For komatsuna wrappers
200 g all purpose flour
100 cc water
40 g komatsuna
1 fillet fresh salmon (120 g in photo)
100-120 g tofu (100g soft tofu in photo)
1 small/medium kabu Japanese turnip
1 green onion
1 small knob ginger
1-1 1/2 tbsp coconut oil
Pinch salt (not in photo)
Tiny amount of sesame oil (for aroma and taste; not in photo)
For dipping sauce (not in photo)
Equal parts soy sauce and rice vinegar
Rayu (la you) chili oil, to taste
Chop komatsuna, add to water, and puree.
Heat up in microwave for 30 seconds, then pour into flour.
Mix with chopsticks until roughly blended.
Meanwhile, prepare filling.
Grate ginger, and finely chop green onion, kabu turnip and salmon (skinned).
In a bowl, put salmon, green onion, kabu and tofu (lightly squeeze out water); add coconut oil and a tiny amount of sesame oil.
Sprinkle flour on board, and knead wrapper dough until smooth.
Keep covered until rolling out.
Cut each section of dough into 10 pieces (in photo, one section is cut in half; the two resulting tubes are aligned side by side and cut to obtain 10 pieces).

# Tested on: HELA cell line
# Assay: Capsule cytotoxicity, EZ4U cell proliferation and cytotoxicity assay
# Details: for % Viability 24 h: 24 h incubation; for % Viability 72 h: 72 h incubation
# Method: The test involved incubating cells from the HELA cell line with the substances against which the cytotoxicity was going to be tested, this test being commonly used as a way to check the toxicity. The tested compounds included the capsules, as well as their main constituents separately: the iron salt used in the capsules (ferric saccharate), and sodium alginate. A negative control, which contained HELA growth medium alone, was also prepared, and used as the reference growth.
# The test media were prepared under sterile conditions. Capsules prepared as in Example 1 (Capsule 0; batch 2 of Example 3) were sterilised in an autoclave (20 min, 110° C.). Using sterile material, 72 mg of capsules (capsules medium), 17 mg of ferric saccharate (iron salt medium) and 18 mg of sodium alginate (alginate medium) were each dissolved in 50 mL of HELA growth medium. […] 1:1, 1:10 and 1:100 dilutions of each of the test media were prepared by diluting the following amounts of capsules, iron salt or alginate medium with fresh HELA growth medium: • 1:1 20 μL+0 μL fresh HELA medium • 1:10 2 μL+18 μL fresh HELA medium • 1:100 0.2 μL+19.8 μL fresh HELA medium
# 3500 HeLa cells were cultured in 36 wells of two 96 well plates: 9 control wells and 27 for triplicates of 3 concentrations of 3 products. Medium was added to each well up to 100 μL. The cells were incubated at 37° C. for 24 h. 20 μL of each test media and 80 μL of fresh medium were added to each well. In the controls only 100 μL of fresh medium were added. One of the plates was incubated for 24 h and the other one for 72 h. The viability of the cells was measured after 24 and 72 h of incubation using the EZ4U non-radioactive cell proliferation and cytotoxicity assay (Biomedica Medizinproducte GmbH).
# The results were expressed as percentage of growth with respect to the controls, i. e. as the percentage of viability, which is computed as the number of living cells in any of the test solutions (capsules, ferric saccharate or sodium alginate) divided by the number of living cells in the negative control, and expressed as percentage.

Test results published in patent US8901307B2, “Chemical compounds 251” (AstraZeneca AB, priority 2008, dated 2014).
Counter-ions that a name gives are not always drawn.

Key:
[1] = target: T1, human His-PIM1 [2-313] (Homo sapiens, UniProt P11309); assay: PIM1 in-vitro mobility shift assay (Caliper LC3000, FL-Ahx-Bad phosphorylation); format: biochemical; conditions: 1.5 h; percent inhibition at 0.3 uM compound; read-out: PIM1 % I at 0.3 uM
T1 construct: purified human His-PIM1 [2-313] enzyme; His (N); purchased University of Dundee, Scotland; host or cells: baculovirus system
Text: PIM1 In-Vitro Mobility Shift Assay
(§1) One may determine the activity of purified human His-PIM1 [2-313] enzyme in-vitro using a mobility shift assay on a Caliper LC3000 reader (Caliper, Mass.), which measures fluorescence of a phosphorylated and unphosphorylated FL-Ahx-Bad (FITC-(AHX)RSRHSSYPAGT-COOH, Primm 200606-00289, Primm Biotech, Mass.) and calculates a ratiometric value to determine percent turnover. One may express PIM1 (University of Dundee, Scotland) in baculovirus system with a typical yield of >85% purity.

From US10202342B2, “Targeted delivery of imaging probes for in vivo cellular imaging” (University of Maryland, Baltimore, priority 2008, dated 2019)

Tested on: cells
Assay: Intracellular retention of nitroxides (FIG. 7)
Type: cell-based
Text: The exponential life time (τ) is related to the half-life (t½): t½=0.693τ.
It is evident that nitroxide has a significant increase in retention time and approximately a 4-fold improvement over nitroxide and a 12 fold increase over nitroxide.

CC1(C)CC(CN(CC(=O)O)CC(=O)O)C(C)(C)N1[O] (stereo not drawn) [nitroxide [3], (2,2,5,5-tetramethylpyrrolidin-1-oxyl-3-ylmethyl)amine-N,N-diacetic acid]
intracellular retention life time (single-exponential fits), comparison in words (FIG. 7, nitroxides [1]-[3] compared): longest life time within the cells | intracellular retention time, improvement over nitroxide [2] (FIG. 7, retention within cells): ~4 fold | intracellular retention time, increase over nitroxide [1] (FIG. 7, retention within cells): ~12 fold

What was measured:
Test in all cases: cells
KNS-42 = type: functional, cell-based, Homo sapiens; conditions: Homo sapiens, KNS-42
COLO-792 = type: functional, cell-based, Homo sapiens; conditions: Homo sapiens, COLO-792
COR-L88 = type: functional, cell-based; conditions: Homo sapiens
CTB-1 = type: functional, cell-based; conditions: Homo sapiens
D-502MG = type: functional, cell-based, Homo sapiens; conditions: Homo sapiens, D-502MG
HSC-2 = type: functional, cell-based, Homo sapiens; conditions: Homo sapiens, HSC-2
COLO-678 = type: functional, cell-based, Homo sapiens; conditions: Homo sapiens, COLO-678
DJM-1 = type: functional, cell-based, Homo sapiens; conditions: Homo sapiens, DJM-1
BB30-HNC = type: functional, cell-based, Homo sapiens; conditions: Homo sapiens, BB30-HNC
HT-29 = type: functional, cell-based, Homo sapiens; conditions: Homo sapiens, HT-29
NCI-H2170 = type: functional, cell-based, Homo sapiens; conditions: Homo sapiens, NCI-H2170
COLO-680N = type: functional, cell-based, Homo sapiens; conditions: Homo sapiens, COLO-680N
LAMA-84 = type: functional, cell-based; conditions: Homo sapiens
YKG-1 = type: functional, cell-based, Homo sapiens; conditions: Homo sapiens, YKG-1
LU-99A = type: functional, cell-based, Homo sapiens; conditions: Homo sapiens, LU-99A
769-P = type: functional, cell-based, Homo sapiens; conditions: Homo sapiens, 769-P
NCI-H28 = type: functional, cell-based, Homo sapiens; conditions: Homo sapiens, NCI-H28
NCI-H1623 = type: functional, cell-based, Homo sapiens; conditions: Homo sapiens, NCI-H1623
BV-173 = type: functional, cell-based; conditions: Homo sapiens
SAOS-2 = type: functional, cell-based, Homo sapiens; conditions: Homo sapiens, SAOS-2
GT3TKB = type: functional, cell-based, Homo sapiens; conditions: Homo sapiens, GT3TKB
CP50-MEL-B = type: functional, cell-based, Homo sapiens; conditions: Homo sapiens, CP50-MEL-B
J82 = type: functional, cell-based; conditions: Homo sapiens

Dough dries out quickly, so make sure to cover pieces that you are not working on, if you need time to wrap filling.
See prawn dumpling recipe for how to wrap filling.
When ready to cook, bring plenty of water to boil.
Add dumplings, and cook on medium high heat for 5-6 minutes.
Serve with dipping sauce
- Leftover cooked salmon works fine, too.
- Tofu can be either soft or firm type. When using soft type, leave it in a tray for some time to let excess water come out, and gently squeeze before adding to other ingredients.
- Coconut oil is for juiciness and is a substitute for lard. Adjust the amount according to fat content of salmon piece. Because tofu in this recipe gives extra moisture, you need less coconut oil than with other suijiao recipes.
- If kabu is not available, the firm, white section of hakusai napa cabbage, any radish, renkon lotus root and fennel bulb (my usual choice) work fine.
- While working on forming dumplings, sprinkle flour on board as necessary to prevent wrappers from sticking to board. After dumplings are formed, use potato starch. Potato starch separates wrappers/dumplings well.